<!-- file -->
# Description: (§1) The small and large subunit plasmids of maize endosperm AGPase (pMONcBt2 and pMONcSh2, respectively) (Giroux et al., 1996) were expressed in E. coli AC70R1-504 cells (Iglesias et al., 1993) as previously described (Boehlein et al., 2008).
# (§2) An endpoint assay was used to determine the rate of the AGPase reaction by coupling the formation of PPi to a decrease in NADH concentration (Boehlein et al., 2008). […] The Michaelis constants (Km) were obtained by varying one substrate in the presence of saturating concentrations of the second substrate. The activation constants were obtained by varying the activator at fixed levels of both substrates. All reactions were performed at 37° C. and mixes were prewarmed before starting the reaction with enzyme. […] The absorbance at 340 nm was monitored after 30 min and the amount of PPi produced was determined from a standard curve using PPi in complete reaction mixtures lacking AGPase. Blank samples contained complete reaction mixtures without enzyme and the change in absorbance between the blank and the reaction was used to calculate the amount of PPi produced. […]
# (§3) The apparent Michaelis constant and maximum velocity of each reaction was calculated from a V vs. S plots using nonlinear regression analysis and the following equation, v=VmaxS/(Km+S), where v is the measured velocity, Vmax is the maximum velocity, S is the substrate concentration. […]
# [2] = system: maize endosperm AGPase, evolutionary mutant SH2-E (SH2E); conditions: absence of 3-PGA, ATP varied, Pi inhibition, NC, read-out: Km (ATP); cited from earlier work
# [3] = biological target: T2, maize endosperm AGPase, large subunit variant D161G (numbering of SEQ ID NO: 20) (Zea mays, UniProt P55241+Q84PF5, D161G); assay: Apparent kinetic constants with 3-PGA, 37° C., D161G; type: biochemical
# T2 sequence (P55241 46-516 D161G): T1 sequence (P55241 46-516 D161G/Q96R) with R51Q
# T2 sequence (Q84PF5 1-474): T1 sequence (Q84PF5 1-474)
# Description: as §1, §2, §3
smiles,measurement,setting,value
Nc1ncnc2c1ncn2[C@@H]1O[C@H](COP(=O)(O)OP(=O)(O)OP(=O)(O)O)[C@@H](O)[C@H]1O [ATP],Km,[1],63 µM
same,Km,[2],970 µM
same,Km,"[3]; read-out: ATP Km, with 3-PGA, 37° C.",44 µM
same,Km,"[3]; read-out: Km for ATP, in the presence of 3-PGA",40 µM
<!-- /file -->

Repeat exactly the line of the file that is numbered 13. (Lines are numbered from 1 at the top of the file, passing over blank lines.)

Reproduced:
same,Km,"[3]; read-out: Km for ATP, in the presence of 3-PGA",40 µM